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Some Experiences Aboard the USS Enterprise (CVN 65)

She is also referred to as the ‘The Lady in Gray’ or ‘The Big “E”‘. What follows are what I had written when I had Arion’s Home up way back in the day.

Shipyard/Reactor Training

I reported on board the U.S.S Enterprise on August 26, no rx 1994 after a month of vacation. The Enterprise was moored in Portsmouth, buy Virginia, the shipyards. It was in the yards for a 5 year overhaul to upgrade many of the ships systems and to refuel the reactors as well. The Commanding Officer was Richard Naughton, who will later be known as Dick “The Storm Chaser” Naughton. He was a former A6-E Intruder pilot who did not like us nukes at all.

The ship was strewn with ventilation trunks and thick bundles of wires, and civilian shipyard workers were grinding the decks like there was no tomorrow, or time to sleep. There was dust, dirt and insulation everywhere. There were holes in the deck everywhere to lower various equipment to the bowels of the ship. If you were a neat freak you would have thought you were in hell. For most of us, regardless of the fact, it was our personal hell and was just as clean. If hell on earth was to be given a name it would be U.S.S Enterprise or the U.S.S Evil Rise as we would refer to her affectionately. When people would check on board for the first time we would say “Welcome to Hell. Shipmate. It only gets worse.”

I reported on board to the Reactor Training Division. We had 2 months to complete the pretraining prior to going to our respective divisions. The 2 months consisted of a review of the previous 2 years of school and a complete overview of all of the ships reactor and propulsion systems. I had to memorize many electrical and mechanical drawings. Aarrrgghhhh!! At the time we were still in the shipyards and we spent most of our time cleaning or rehab(ilitating)’ing a space. We were being “bitched” or pimped out to who ever needed help in their rehabbing projects. This made it a little bit difficult to actually do our job of the moment which was learn the ships systems. Needless to say there was a bit of bitterness and discontent in the newbies to the reactor department.

Eventually they kind of trained us and we were shipped to our respective divisions ready or not. I was shipped off to Reactor Controls Division 22 (RC 22). I was very fortunate to be apart of RC 22.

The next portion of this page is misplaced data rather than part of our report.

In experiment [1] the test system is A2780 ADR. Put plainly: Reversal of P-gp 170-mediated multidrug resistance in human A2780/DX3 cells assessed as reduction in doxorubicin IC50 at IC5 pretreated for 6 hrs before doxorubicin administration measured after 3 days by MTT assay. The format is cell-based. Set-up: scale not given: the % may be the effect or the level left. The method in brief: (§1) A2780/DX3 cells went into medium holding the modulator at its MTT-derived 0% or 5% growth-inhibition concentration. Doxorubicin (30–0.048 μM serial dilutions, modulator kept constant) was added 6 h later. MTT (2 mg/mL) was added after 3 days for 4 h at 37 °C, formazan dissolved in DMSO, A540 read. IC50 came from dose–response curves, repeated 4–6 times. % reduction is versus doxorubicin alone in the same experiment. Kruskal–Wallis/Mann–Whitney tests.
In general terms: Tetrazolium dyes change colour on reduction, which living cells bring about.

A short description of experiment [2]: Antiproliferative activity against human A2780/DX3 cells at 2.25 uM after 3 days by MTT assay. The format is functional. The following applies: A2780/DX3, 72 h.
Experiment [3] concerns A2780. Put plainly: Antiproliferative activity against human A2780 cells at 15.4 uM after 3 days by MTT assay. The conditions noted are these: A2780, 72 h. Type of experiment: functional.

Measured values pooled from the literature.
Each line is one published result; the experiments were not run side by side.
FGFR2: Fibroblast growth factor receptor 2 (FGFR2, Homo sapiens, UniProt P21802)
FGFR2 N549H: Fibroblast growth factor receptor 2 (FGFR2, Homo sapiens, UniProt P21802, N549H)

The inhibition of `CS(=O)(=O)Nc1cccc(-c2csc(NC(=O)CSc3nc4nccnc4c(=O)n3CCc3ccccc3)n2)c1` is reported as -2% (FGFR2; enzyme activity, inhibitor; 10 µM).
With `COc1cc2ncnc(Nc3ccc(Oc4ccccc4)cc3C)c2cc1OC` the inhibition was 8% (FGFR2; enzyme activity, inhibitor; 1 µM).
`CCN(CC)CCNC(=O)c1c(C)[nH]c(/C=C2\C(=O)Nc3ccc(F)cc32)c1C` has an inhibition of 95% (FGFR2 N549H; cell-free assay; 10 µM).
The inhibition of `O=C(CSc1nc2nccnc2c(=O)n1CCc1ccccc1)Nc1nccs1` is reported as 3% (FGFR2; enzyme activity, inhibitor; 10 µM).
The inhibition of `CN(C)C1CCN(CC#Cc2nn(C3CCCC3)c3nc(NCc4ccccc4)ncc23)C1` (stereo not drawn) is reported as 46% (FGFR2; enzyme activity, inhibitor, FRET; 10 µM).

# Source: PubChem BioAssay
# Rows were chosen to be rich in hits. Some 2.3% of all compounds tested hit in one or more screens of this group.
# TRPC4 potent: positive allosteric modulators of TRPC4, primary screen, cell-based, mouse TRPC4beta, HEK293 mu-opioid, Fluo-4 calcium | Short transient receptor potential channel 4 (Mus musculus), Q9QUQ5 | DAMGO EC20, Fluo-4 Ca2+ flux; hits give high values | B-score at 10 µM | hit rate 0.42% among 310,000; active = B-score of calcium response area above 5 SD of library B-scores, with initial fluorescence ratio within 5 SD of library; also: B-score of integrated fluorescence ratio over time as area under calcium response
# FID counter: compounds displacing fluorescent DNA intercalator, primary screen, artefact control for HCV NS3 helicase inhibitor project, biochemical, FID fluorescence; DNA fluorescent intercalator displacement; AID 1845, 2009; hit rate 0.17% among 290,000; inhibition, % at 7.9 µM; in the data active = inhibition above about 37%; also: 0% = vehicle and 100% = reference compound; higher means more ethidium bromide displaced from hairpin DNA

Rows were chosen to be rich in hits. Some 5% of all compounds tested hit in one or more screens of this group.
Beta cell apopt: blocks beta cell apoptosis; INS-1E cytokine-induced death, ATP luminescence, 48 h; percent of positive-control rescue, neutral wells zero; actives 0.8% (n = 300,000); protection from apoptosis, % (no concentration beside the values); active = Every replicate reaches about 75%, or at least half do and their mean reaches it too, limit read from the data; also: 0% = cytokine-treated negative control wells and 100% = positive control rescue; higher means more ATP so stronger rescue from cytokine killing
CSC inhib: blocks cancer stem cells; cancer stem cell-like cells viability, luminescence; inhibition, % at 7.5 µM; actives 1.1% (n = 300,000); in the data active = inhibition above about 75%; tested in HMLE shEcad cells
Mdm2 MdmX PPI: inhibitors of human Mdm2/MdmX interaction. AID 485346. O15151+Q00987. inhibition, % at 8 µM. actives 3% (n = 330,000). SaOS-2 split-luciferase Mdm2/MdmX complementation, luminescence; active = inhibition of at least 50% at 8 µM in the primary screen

Sea Trials

During my stay onboard the Enterprise I went through 3 Commanding Officers (CO’s).The first CO I had was Captain Richard Naughton. He was CO through the overhaul and then through the initial sea trials of the Enterprise. During my first year on board The Big “E” I saw the roughest seas that I would see in 4 years of sea travel. Captain Naughton had the pleasure of taking the Enterprise out on it’s initial sea trials after having been in the shipyards for 5 years. I’m sure this gave him some form of perverse pleasure. To take the flagship of the US Navy and test it at her limits to ensure it is ready for combat. That is an awesome responsibility. To test the “Lady in gray and not destroy her or her crew. (Is it starting to sound like Star Trek yet!!!) We began sea trials, of course, as luck would have it, during hurricane season.

I could see Captain Naughton standing on the bridge of the Enterprise with a maniacal gleam in his eye; staring intently at the storm front and saying “Ahead flank – Cavitate!!” and then unleashing a laugh that borders on insanity and parallels that of the best villain. I swear every time we went to sea he made a “Bee-line” for the nearest hurricane or storm front. I did not mind the incessant rocking of the ship, it helped rock me to sleep Many other people, however, ended up hurling themselves to sleep, and they weren’t drunk. Your surprised, yes, I know, a sailor puking that is not drunk. Seas sick sailors?? It should be an oxymoron. Sailors puking and not being drunk is not natural. I happened and only Captain “the Storm Chaser” Naughton. I never thought waves would ever wash over the flight deck and the spray topping the Island. I instilled a sense of mortality and awe. It showed how powerful the forces of nature were and how, if anything were to go horribly wrong, how dead we would all be. Swallowed by the lightless depths never top be heard from. Victims of the storm. (Sorry! Flashbacks to my days on the Titanic!)

I was in Damage Control Central getting an oral board from the Reactor Officer, Captain.. There were monitors there that showed camera’s on the flight deck with waves washing over Wow is all I could think. After, that the rest of my sea timed seemed like cake. I had earned my sea legs in the best possible environment (or worst depending on you point of view). Try walking up a ladder with the ship rolling at forward – left side – backward – right side at 20 degree angles. Fun!!!!

Naval Schools

The summer prior to my senior year (summer of 1991) I enlisted in the Navy via their D.E.P. much to my friends’ and family’s dismay. I have goals in life and in order to reach them I knew that I had to go into the military. My grades in high school were poor and I needed to better prepare myself for life and college. I needed to learn more discipline and who to study.

The Navy experience gave me everything that I wanted to reach my goals.

I enlisted into the Naval Nuclear Power Program as an Electronics Technician/ Reactor Operator. I have never studied so much in my entire life.

The first school, sick Nuclear Field “A” School (NFAS – Orlando, disinfection Florida), concentrated on electronics theory and repair specializing in radar. It was a 2 year Electronics Technician school condensed into 6 months of hell. I studied an average of 65 hours per week to pass.

The second school was Naval Nuclear Power School (NPS – Orlando, Florida) which has been rated as the second hardest school in the nation, second only to M.I.T. in schools with a technology based curriculum (at least that is what we were told). They effectively crammed an associates degree in Nuclear Engineering into 6 months of schooling. Power School had the Light Side for the first half and then we moved over to the Dark Side. Power School taught me nuclear physics, reactor theory, fluid flow, thermal dynamics and chemistry. I studied an average of 75 hours per week to survive, barely survive.

The last school was Prototype (Charleston, South Carolina). It was a 6 month lab. We did shift work on a sub which was moored to a pier. The sub was gutted except for the components required for reactor operation. We spent 6 months learning how to do our various jobs. We had to qualify several jobs; from Reactor Operator and Throttleman, to Electrical Operator and Phone Talker.